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III. Operational Authority

Supplement A: Command and Control

Public Health Guidance for Community-Level Preparedness and Response to Severe Acute Respiratory Syndrome (SARS) Version 2/3

NOTICE

Since 2004, there have not been any known cases of SARS reported anywhere in the world. The content in this Web site was developed for the 2003 SARS epidemic. But, some guidelines are still being used. Any new SARS updates will be posted on this Web site.

The preparation for and response to an outbreak of SARS requires a coordinated response by public health authorities and possibly other emergency response entities at the local, state, and federal levels of government. In the United States, state and local governments have primary responsibility for responding to an outbreak of SARS within their jurisdictions. The federal government has authority to support affected states or jurisdictions as necessary.

Objective 1:

Determine and understand the federal authority for the response to a SARS outbreak.

Activities

The U.S. Government Interagency SARS Concept of Operations Plan (CONPlan) describes the proposed federal response to a future outbreak of SARS. According to this plan, the Department of Health and Human Services (HHS) is the U.S. Government's lead agency for the preparation, planning, and response to a SARS outbreak. As such, HHS will coordinate the U.S. Government's response to the public health and medical requirements of a SARS outbreak. The HHS Secretary's Command Center (SCC) will serve as the national incident command center for all health and medical preparedness, response, and recovery activities. The national response is based on overall geographic risk levels in the United States, as delineated in the CONPlan.

As the component of HHS responsible for disease prevention and control, CDC will have primary responsibility for tracking a SARS outbreak and managing the operational aspects of the public health response. To this end, CDC will augment local and state resources for disease surveillance, epidemiologic response, diagnostic laboratory services and reagents, education and communication, and disease containment and control.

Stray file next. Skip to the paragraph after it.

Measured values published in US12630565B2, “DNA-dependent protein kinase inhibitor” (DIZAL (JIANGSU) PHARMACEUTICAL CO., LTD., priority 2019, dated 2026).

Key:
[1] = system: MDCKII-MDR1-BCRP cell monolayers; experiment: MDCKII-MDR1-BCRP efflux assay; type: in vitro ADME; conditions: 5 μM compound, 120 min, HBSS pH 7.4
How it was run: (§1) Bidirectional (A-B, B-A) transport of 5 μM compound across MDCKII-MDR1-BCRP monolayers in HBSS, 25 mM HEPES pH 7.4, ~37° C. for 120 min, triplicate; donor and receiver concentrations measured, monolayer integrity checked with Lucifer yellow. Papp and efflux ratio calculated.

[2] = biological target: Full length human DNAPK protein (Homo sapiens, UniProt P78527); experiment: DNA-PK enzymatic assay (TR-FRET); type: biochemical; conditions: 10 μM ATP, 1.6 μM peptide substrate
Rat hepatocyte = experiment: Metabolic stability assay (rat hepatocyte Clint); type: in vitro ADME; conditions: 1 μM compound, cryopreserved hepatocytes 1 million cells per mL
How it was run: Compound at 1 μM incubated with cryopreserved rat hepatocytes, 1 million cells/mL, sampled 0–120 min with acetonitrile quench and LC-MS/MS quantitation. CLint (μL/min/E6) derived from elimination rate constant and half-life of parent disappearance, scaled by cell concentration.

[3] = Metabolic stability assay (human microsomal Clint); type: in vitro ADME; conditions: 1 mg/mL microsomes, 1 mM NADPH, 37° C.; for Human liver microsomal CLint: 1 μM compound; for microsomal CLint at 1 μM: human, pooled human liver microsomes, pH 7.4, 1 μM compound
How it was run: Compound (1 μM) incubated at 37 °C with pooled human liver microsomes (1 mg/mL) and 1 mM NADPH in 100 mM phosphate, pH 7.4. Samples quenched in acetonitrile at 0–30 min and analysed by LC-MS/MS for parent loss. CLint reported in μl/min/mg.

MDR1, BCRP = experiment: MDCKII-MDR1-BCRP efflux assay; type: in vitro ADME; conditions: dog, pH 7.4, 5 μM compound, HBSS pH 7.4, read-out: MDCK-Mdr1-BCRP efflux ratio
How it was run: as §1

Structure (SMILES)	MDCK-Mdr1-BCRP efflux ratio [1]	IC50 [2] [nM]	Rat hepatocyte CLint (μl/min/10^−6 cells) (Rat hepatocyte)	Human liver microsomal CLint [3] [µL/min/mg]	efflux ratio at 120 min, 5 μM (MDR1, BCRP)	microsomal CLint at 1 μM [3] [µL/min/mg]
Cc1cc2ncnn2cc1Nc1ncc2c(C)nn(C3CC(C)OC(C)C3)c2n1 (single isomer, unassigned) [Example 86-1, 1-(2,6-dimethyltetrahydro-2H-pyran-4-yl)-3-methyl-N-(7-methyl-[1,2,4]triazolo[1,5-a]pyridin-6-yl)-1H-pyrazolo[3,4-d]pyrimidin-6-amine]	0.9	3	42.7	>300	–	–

Objective 2:

Determine and understand the state, local, and jurisdictional authority for the response to a SARS outbreak.

Activities

State and local officials provide the first line of response with respect to preparing and planning for a SARS outbreak at their own jurisdictional level, identifying, managing, and reporting SARS cases, exercising necessary authority to isolate ill persons and quarantine contacts, and imposing other community containment measures. The division of responsibilities between state and local levels varies among states, and often within states, according to the size of the population served by local health agencies.

Local planning for a re-emergence of SARS encompasses a variety of activities and involves persons representing a range of disciplines and expertise. Suggested action steps for local and state SARS preparedness planning are provided below. These will need to be interpreted in the context of the responsibilities of particular health agencies and the division of responsibilities in the jurisdiction.
  • Designate an executive committee to oversee a SARS planning process, in cooperation with local health agencies and other partners. Draft/formally adopt a SARS response plan, or add SARS preparedness and response activities to existing preparedness plan(s).
  • Ensure that the jurisdiction has an incident command structure in place to govern roles and responsibilities during a multi-agency, multi-jurisdictional response.
  • Establish a legal preparedness plan.
  • Identify the authority responsible for declaration of a public health emergency and for officially activating the SARS response plan during an outbreak.
  • Identify key stakeholders responsible for development and implementation of specific components of the SARS plan, including enforcement of isolation, quarantine and other community containment measures, and closure and decontamination of premises.
  • Ensure that the jurisdiction's elected officials, appointed officials, and other agency heads know their respective responsibilities during a SARS outbreak.
  • Understand the controlling authority over intrastate and interstate modes of transportation in the event that these need to be curtailed during an outbreak.
  • Develop/reinforce relationships with health authorities of adjoining jurisdictions and with federal agencies to ensure effective communication.
  • Identify an overall authority in charge of coordinating different medical personnel groups during an outbreak.
  • Identify the key individuals from the state and local authorities who will assist in maintaining public order and enforcing control measures during an outbreak.
  • Review procedures for enlisting the assistance of the National Guard and other emergency response organizations.

Appendix A1 is a checklist developed by CDC, the Association of State and Territorial Health Officials (ASTHO), and the National Association of County & City Health Officials (NACCHO) that provides a more comprehensive list of preparedness issues and activities for local and state health public health agencies.

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